John Ramirez Biography – Wiki
John Ramirez, Texas death row inmate John Henry Ramirez is set to be executed on Wednesday, September 8, 2021, for killing a convenience store worker more than 17 years ago in a robbery that garnered just $1.25. But he has one final request. Ramirez is asking that his pastor be allowed to lay hands on him as he dies by lethal injection. While the prisoner’s last request to the state was rejected, Ramirez reportedly argued the decision violates his religious rights.
John Ramirez’s age is unknown.
Ex-Marine who killed Pablo Castro over $1.25 to be executed on Wednesday
Ramirez’s request that his spiritual advisor touches him and vocalize prayers when he is executed has been rejected by Texas prison officials, who have argued that direct contact poses a security risk and vocal prayer could be detrimental. In rejecting the 37-year-old prisoner’s request, US District Judge David Hittner ruled last week, “[The Texas Department of Criminal Justice] has a compelling interest in maintaining an orderly, safe, and effective process when it is conducted. an irrevocable process and a procedure charged with emotions “.
The judge added that TDCJ “will accommodate Ramírez’s religious beliefs, giving Ramírez access to his pastor on the day of the execution and allowing him to remain nearby during the execution.” Ramírez will be executed Wednesday night at the Huntsville State Penitentiary with a lethal injection after 6 p.m. on Wednesday, September 8, 2021.
In 2008, Ramírez was convicted of the 2004 murder of Pablo Castro, 46.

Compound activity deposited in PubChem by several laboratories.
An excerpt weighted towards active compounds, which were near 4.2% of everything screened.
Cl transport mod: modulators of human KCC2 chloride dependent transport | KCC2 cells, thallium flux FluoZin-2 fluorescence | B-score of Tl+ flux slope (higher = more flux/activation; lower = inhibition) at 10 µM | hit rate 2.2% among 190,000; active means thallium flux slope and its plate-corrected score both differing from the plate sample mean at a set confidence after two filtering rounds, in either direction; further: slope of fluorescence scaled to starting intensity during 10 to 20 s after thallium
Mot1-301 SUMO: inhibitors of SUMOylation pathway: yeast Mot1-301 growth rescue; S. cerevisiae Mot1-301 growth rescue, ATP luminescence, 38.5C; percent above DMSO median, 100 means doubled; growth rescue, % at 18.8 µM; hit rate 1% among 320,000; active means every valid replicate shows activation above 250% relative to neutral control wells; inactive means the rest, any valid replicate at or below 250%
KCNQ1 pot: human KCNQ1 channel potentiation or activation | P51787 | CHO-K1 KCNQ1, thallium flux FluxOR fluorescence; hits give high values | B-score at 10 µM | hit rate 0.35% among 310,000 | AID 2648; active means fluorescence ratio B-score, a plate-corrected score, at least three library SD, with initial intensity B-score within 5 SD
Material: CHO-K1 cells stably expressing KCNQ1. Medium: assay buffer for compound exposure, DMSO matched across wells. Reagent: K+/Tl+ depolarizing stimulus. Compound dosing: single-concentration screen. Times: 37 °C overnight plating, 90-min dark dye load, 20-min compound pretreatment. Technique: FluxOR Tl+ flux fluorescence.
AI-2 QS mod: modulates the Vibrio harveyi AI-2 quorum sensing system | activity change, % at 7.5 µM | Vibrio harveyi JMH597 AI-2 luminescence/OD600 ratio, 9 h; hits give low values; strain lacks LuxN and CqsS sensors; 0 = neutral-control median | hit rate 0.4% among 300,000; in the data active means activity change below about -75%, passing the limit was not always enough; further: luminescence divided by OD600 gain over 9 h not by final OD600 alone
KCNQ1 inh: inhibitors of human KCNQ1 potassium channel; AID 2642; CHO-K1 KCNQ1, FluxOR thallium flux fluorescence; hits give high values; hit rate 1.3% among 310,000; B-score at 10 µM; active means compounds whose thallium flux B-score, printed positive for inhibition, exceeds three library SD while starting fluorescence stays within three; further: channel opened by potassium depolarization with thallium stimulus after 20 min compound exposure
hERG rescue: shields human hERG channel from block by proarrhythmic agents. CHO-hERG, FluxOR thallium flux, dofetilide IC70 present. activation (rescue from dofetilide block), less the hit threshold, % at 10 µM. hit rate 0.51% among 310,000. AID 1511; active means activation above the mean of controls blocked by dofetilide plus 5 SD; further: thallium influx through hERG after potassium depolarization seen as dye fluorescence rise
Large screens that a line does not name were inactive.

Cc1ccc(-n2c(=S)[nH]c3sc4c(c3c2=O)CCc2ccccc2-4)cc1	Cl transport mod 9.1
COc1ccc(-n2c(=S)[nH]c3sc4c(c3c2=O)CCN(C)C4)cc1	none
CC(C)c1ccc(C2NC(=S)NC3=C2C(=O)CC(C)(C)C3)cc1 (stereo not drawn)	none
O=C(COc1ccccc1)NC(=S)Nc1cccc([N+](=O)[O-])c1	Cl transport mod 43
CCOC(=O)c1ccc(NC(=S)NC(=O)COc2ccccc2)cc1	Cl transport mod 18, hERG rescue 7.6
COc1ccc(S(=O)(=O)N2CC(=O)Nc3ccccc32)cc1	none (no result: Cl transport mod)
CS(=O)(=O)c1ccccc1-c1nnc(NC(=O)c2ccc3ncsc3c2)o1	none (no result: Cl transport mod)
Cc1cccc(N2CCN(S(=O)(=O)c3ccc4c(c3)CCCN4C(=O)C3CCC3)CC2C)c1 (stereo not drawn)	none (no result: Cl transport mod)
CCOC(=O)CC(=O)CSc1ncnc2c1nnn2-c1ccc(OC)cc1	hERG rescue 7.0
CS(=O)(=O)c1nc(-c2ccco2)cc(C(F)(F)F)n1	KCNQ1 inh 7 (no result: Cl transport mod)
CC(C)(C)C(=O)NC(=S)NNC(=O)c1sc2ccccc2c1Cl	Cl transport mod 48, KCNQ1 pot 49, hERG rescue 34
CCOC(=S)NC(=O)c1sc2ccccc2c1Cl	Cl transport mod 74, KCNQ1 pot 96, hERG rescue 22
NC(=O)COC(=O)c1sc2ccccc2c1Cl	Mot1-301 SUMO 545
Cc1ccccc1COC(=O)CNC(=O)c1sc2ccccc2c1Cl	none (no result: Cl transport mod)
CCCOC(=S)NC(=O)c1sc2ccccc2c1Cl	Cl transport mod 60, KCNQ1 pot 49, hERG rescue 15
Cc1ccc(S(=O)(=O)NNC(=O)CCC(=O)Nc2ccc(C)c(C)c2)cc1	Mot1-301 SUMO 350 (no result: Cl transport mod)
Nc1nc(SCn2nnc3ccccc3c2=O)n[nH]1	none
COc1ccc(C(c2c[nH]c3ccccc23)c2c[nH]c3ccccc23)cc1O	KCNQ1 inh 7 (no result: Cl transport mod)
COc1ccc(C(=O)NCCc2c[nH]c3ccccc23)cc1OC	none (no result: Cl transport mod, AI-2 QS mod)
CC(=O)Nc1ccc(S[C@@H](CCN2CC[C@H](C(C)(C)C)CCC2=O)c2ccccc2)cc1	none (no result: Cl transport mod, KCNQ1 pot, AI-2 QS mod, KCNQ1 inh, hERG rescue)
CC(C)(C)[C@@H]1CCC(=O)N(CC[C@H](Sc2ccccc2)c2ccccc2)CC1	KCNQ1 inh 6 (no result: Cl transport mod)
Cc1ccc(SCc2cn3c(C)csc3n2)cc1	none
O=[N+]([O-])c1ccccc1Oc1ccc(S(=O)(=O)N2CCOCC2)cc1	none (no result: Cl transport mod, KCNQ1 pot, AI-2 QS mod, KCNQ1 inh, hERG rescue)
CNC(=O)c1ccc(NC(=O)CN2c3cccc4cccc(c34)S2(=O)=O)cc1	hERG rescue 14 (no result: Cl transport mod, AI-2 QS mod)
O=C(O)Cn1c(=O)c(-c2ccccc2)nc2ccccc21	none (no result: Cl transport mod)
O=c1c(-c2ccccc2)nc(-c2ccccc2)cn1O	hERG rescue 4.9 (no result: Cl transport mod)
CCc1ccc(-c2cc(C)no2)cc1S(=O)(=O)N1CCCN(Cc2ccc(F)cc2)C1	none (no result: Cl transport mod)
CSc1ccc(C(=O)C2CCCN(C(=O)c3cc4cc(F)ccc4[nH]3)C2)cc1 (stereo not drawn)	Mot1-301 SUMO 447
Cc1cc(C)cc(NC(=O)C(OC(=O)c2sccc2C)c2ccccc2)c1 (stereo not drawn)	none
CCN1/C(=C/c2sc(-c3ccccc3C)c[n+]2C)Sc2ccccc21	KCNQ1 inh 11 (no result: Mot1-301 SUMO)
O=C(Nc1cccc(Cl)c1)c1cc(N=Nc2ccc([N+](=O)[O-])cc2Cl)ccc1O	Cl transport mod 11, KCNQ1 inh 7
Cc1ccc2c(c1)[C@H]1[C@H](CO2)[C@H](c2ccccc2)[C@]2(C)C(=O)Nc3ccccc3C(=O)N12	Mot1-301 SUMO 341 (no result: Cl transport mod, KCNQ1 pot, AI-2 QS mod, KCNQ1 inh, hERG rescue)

Castro was taking the trash out of a Corpus Christi store when prosecutors say Ramírez accosted him. Castro had nine children and had reportedly worked at the convenience store for more than a decade when he was killed. During a series of robberies in which the inmate and two women searched for money after a three-day drug binge, Ramírez stabbed Castro 29 times. He slit Castro’s throat and stabbed him more than two dozen times.
Reports reveal that the two women who also participated in these robberies, Christina Chávez (currently serving a 25-year prison sentence for aggravated robbery) and Ángela Rodríguez (currently serving a 99-year prison sentence for murder), were convicted. for minor offenses. charges and remain in prison.
Suspect Charged & Arrested
The two were arrested that night. But after the murder, Ramírez fled to Mexico but was finally arrested 3.5 years later. He was able to remain elusive until 2008 when he was captured near Brownsville, Texas.
Seth Kretzer, Ramírez’s attorney, argued that the Texas Department of Criminal Justice is violating the death sentenced’s First Amendment rights to practice his religion. Qualifying the prohibition of vocal prayer as a spiritual “gag order”, he said in court documents: “It is hostile towards religion, denying religious exercise at the precise moment when it is most needed: when someone is in transition from this life. to the next “.
Dana Moore, who has been Ramirez’s spiritual advisor for the past four years, said the request is to allow her to practice his Christian faith and treat him “with some dignity.”
“John’s sentence was not dead and you can’t have any meaningful contact,” said Moore, pastor of Second Baptist Church in Corpus Christi. “He’s paying for his crime. I guess the question that would arise, isn’t that enough?”
However, Mark Skurka, the lead prosecutor in Ramirez’s 2008 trial who is now retired after serving as a Nueces County district attorney, said: “Pablo Castro couldn’t get someone to pray for him because this guy stabbed him. 29 times Pablo Castro was not allowed such niceties and things like having a clergyman present. ”
“He was a good guy. He would help the people in the neighborhood. Everyone liked him, ”Skurka said.